When the State of Israel was established in 1948, its secular founders envisioned a nation that would be both Jewish and attuned to the values of liberal democracy. They were confident that a country with an overwhelming Jewish majority could maintain a Jewish character and ensure civic equality for all its inhabitants. Informed as they were by both Jewish tradition and humanistic western values, they confidently declared in Megillat Ha’atzmaut, the Israeli Declaration of Independence, that they were establishing a Jewish state in which there would be “complete equality of social and political rights to all its inhabitants irrespective of religion, race or sex.”
In 1992, the Israeli Knesset affirmed and extended this founding vision by passing a Basic Law, “K’vod ha-adam v’haeruto – Human Dignity and Liberty,” designed “to protect human dignity and liberty” within the State of Israel and “to establish the State of Israel as a Jewish and democratic state." However, in the years since it was enacted, there have been countervailing currents on the Israeli scene; rather than viewing these qualities as complementary and indivisible in characterizing the State, recent trends have seen them as being in tension one another. These trends have promoted the principle of ethnic nationalism to as the current lodestar of the State.
This counterview found explicit expression in another Basic Law, Hok ha-l’um, the Nation-State Law, passed by the Knesset in 2018. It holds that the “State of Israel is the nation state of the Jewish People, in which it realizes its natural, cultural, religious and historical right to self-determination.” The Law further affirms, “The exercise of the right to national self-determination in the State of Israel is unique to the Jewish People.”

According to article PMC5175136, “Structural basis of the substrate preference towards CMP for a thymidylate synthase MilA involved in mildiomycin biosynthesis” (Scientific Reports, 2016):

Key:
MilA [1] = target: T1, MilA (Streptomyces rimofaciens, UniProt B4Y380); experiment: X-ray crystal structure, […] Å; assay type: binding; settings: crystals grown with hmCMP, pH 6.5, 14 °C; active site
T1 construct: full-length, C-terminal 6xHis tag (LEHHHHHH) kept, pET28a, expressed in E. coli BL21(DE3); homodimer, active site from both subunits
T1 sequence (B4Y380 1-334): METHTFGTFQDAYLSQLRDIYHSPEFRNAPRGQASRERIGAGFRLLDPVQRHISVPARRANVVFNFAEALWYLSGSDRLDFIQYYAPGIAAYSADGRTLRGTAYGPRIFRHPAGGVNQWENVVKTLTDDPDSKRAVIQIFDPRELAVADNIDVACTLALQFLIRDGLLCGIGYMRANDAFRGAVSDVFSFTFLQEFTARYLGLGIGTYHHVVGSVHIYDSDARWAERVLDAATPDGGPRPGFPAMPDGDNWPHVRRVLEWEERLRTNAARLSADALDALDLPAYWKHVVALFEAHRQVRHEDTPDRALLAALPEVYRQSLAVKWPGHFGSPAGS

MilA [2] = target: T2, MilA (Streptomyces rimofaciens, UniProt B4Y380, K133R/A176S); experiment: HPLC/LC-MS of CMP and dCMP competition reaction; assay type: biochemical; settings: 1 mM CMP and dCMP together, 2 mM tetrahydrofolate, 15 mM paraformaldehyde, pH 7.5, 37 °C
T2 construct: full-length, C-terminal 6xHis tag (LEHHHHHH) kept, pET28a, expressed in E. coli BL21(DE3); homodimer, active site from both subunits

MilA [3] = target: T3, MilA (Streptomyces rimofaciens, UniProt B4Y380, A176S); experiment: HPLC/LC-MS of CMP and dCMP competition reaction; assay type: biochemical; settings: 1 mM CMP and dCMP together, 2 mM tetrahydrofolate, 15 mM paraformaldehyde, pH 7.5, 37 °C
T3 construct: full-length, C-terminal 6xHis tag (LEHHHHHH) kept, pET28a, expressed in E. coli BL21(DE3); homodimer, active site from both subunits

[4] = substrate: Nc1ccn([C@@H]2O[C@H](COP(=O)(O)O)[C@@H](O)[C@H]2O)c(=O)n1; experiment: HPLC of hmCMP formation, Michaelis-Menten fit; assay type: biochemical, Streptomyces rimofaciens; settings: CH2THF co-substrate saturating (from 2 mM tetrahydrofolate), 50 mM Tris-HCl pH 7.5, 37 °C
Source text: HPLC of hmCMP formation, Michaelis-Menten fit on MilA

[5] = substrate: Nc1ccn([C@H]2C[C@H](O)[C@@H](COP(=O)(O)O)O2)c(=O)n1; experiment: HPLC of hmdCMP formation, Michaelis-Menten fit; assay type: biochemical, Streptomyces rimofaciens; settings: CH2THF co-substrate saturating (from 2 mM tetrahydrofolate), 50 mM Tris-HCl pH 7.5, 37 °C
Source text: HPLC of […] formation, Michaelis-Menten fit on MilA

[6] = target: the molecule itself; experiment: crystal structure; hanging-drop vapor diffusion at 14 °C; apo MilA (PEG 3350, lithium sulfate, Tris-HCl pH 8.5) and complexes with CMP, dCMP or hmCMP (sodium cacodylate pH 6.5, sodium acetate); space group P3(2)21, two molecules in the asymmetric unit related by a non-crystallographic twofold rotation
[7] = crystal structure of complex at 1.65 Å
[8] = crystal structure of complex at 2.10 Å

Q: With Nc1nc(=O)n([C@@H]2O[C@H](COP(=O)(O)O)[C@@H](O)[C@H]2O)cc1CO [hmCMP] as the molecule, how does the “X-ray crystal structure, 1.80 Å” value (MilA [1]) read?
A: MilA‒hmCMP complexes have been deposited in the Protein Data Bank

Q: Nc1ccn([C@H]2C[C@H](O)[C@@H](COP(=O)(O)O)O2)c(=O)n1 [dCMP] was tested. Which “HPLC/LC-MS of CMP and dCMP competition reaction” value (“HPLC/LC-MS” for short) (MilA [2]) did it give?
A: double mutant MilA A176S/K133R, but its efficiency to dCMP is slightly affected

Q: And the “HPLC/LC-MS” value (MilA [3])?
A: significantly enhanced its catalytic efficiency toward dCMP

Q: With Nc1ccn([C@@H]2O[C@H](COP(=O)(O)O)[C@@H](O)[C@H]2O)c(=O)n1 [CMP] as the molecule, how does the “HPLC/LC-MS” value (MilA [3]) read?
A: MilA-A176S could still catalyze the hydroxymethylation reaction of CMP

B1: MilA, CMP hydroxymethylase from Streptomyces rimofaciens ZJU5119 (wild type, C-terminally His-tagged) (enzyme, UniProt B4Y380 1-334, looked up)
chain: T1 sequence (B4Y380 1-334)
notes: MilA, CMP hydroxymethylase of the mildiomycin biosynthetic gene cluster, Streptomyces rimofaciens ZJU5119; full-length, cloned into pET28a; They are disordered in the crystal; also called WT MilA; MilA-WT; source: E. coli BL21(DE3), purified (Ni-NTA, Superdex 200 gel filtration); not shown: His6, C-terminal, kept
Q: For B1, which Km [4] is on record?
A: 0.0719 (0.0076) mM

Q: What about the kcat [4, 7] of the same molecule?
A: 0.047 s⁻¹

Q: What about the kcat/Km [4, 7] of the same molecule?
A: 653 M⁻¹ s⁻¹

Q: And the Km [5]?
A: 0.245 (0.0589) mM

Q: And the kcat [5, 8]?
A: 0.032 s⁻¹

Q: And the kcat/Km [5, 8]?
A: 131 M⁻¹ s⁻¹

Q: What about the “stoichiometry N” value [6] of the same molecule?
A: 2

By assigning priority to the “Jewish” character of the State over the “democratic” one in the Nation-State Law, numerous critics have charged that this simply expressed a growing trajectory during the past two decades that holds that Israel has fallen under the grip of an anti-democratic and anti-human rights virus.
Avigdor Lieberman’s Yisrael Beiteinu party states on its Hebrew website that Israel is “a state of the Jewish people” and that “in case of a collision between democratic values and the preservation of Israel’s character as a Jewish state the Jewish state will prevail.”
Israeli Open University sociology professor Benyamin Neuberger offers an explanation as to why this is so: “The problems posed by the Occupation under a military government, the importance of the security issue that leads many parents and teachers to perceive human and moral rights as a luxury when confronting war and terror, the problem of religion and state, and attitudes of religious traditionalists that Jewish should take priority over democratic in considering Israel as a Jewish and democratic state” have all combined to lessen the uncompromising loyalty of the State to democratic values.
I would argue that the crux of the moral problem present-day Israel has in balancing its twin commitments to a “Jewish and democratic” state is not simply due to contemporaneous events and causes. This does not mean that the causes Neuberger identified are not critical to understanding the present moment. Nor is there any doubt that an ever-growing Palestinian minority dwelling within the pre-1967 borders of the State as well as millions more Palestinians living after 1967 under an unwelcome Israeli occupation on the West Bank has further intensified the tensions Israel confronts as it struggles with the question of a “Jewish and democratic” nation.